Still, there is a notable difference in style and tone. The opening paragraph in Lawrence declares that “[t]he instant case involves liberty of the person both in its spatial and more transcendent dimensions.” Obergefell begins “[t]he Constitution promises liberty to all within its reach, a liberty that includes certain specific rights that allow persons, within a lawful realm, to define and express their identity,” and Kennedy gets more poetic and philosophical from there.

In contrast, Bostock begins “[s]ometimes small gestures can have unexpected consequences. Major initiatives practically guarantee them.” It then adds that “[i]n our time, few pieces of federal legislation rank in significance with the Civil Rights Act of 1964,” but that’s as close as we get to recognition of the importance of the rights at issue in these cases. The emphasis — the chosen framework — is on the meaning of the words in the statute; an academic exercise rather than an examination of the principles of rights.

That difference is legally appropriate and, to some extent, required because Kennedy was interpreting constitutional provisions that required him to expound the meaning of “liberty” while Gorsuch was charged with interpreting the meaning of the word “sex” in a Congressional statute. Moreover, other cases had already made clear that “sex” includes sex stereotyping and sexual harassment, and that the statute prohibits other kinds of discrimination that might be given a label that is not one that actually appears in the text of the statue. It is very hard to see an intellectually satisfying way to say LGBT discrimination is not sex discrimination if we’ve already accepted that it is unlawful to discriminate against a woman for being a “tomboy” (to say nothing of the fact that we also (almost) universally accept that it is discrimination on the basis of race even if the person has no bias against any individual’s race but only interracial marriage).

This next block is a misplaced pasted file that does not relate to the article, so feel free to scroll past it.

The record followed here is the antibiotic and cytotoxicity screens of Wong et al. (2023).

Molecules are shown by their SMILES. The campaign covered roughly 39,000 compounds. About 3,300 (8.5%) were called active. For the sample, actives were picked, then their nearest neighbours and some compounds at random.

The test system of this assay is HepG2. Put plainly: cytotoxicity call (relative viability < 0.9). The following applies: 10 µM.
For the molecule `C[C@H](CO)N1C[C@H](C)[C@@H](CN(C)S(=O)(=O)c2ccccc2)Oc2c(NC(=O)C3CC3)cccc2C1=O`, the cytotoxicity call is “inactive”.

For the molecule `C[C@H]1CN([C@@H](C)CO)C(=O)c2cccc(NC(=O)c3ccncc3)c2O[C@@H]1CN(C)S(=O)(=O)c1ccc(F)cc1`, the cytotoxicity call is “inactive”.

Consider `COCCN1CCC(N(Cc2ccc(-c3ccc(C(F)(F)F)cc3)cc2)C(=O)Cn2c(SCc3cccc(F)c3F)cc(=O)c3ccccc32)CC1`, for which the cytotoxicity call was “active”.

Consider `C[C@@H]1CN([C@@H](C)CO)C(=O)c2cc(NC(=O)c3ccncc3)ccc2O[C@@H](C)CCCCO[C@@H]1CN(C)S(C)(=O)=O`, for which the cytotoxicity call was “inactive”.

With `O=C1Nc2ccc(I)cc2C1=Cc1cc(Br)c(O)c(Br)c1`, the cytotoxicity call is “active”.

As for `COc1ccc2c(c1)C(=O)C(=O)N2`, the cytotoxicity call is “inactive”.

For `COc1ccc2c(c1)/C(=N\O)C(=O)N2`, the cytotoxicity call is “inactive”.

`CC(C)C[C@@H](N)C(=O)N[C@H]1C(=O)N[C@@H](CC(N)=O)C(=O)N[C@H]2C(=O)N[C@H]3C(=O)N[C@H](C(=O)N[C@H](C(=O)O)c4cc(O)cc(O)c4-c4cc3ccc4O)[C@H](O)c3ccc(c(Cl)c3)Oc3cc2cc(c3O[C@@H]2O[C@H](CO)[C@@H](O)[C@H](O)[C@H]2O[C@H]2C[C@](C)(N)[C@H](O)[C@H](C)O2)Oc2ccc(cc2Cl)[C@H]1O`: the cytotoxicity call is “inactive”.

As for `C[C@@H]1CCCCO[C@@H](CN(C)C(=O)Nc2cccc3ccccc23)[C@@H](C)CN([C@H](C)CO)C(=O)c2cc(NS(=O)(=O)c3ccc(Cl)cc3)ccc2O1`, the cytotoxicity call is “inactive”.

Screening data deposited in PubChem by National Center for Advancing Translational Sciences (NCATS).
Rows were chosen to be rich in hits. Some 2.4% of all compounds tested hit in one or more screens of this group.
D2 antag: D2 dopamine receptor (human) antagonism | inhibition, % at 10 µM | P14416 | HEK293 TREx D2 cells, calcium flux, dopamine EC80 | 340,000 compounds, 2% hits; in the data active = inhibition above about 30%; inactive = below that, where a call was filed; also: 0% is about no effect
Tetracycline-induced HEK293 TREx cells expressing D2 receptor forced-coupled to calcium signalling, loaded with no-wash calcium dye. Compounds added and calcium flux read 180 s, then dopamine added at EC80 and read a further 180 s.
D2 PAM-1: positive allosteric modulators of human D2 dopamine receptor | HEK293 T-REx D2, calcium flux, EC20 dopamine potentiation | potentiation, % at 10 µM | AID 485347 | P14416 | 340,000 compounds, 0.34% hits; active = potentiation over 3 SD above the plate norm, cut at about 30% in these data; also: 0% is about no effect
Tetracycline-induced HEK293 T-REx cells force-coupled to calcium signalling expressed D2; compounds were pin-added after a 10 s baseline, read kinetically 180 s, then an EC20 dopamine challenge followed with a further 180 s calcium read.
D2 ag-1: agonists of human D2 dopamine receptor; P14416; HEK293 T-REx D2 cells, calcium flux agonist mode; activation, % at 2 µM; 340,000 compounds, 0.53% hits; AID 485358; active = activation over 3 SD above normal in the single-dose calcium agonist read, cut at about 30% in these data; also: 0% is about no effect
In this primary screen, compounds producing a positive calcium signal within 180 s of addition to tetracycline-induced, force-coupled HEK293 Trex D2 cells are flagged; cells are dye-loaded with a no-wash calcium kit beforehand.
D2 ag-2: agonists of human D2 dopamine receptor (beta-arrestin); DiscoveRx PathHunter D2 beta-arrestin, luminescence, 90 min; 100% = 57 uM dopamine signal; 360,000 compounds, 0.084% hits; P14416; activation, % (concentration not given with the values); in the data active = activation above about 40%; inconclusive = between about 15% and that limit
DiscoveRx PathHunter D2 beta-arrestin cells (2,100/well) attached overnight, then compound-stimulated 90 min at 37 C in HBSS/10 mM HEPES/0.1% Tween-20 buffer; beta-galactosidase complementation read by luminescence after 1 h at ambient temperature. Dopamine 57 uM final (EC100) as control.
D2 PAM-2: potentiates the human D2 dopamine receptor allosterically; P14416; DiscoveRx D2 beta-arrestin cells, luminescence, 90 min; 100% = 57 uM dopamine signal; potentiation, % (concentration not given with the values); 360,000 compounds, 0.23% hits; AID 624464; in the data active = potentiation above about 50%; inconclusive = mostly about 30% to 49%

So the Gorsuch opinion is rather bland as judged by its analysis and certainly by its rhetoric. His approach is methodical: there’s a statute that uses specific words, we have established analytical frameworks for how we decide what those words mean as well as significant relevant precedent, and so Gorsuch went through a routine analytical process and came to a logical conclusion.

What is remarkable is that he did not shy away from his own conclusion. It is reassuring that he would rule in a way that almost certainly is against his personal political views and it is deeply troubling that it’s remarkable to us that a Supreme Court Justice appointed by Trump actually cares about analytical consistency and intellectual honesty.

This most certainly does not mean that he is likely to side with what remains of the liberal wing of the Court as a general matter. It doesn’t even mean that he has moderated his views or shifted to an understanding of the law that is closer to those who believe in a “living constitution” or employ other analytical frameworks that more often lead to progressive conclusions. It only means that he might not engage in the kind of tortured logic on display in the dissenting opinions in order to avoid a particular outcome when his own legal analysis happens to bring him to a conclusion that is also one a progressive (or even someone like Posner) might arrive at through different means.  (My initial reaction to Obergefell five years ago also noted that Kennedy got there through a narrow framework that was less valuable for other LGBT rights issues.)

We’ll have to see if this lasts, and it will only be relevant in rare instances. The way Gorsuch approaches other legal issues (such as the free exercise clause and how it applies the the ministerial exception, to mention just one case that should be decided later this month) almost certainly won’t wind up pulling him to conclusions that conflict with his ideology. Regardless, it’s nice to be surprised in this way. Scalia used to occasionally rule in ways that contrasted with how people thought of him, Roberts has repeatedly done so now, and it looks like there’s another Justice who just might surprise us from time to time.

October 2019